As Outdoor Afro has grown, they have added a new core component to their mission: Helping outdoor companies see inequity and shift the work that they do. “They come to us for consulting, for models, for imagery. We know the shift is there and we’re proud to have been a catalyst.” These companies, with their vast social reach, their millions of funding dollars, and the influence they wield over policy, play a vital role in shaping the character of the outdoor community as a whole. Yanira says the team at Outdoor Afro holds these companies rigorously to account, not only for the diversity within their marketing imagery, but also in their practices and partnerships. “We look at who are their partners, and their foundation arm,” Yanira urges. “Who are they in bed with? Who are they giving money to? Who are they collaborating with? That gives a good sense of where they are.” Even the brands that have checked the “diverse representation” box don’t get a pass. “How are they dealing with haters? Are they letting the comments just slide, or going back and saying ‘That’s not something that we condone on our pages.’ Some brands will say ‘We don’t deal with comments’ and I’ll say ‘Well, maybe you should.’”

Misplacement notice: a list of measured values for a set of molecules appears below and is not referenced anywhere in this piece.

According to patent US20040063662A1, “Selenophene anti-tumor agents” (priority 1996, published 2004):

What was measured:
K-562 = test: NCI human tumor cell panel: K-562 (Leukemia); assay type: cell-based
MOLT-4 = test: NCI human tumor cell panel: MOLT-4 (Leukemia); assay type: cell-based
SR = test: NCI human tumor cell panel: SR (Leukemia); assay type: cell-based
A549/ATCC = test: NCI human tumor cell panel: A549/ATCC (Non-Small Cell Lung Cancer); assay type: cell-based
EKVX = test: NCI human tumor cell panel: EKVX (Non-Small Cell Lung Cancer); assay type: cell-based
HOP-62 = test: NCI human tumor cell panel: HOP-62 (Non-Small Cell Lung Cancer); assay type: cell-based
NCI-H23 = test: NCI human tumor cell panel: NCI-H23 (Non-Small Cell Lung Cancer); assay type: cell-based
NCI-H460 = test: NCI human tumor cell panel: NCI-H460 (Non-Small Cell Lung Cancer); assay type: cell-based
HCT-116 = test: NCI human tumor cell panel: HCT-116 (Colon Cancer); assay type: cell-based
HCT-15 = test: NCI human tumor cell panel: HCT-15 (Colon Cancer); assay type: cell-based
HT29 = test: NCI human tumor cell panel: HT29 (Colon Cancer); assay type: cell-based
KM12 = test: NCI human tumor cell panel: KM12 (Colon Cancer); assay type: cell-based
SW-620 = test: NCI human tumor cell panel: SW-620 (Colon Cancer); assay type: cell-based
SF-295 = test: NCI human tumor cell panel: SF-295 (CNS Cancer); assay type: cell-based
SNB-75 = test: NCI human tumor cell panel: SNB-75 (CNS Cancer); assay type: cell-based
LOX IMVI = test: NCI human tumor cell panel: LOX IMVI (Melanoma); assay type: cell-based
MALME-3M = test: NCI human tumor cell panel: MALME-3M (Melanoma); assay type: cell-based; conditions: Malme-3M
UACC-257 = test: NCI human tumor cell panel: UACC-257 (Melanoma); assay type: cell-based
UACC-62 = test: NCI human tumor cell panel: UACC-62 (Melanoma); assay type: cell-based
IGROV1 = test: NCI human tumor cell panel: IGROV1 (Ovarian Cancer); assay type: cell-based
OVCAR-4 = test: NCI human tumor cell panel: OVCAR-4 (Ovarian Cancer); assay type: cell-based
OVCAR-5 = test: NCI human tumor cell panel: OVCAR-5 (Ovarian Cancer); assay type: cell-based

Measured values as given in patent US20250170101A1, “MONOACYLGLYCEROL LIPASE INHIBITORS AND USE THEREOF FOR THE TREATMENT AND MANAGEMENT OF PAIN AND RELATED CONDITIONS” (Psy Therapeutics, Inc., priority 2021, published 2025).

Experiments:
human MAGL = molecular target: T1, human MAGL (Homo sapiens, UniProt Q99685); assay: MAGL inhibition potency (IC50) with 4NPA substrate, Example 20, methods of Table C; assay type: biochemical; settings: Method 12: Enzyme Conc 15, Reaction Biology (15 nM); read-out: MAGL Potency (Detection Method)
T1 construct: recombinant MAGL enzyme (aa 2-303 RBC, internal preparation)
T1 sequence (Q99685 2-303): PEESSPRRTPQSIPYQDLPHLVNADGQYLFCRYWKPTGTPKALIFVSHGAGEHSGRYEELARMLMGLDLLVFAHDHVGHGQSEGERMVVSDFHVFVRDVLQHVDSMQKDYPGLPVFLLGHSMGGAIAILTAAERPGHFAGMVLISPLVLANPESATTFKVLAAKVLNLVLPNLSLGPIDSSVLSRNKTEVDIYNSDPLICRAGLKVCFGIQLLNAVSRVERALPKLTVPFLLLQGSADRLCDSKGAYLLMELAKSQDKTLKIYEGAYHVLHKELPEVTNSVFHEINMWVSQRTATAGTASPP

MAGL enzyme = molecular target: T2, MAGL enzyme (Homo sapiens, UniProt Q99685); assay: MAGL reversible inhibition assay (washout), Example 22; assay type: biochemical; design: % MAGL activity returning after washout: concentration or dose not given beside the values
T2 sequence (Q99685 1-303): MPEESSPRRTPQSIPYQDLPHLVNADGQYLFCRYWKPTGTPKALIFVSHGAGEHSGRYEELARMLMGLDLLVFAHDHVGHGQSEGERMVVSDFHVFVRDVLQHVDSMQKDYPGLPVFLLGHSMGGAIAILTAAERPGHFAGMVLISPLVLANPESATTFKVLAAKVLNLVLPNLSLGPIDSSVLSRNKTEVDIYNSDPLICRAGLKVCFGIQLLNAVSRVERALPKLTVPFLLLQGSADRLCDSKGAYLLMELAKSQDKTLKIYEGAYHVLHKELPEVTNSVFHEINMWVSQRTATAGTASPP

It’s somewhat ironic that all that work is intended toward a goal of making their work obsolete. But according to Yanira, the ultimate mission for Outdoor Afro is for this whole “equity in outdoor spaces” thing not to be a topic anymore.
“The goal,” says Yanira, “is for this to not be something people have to make an effort to think about. A bunch of black folks going outside is not special, not extraordinary, not scary for folks. That would be something that would make me really happy.”
The question remains, what can non-BIPOC outdoor lovers do to support, encourage, and help protect the Black and Brown adventurers in their community? Alas, there’s no playbook for this, just as there isn’t one for Black people in how to handle racist aggression. It’s a matter of, as the phrase goes, “doing the work.”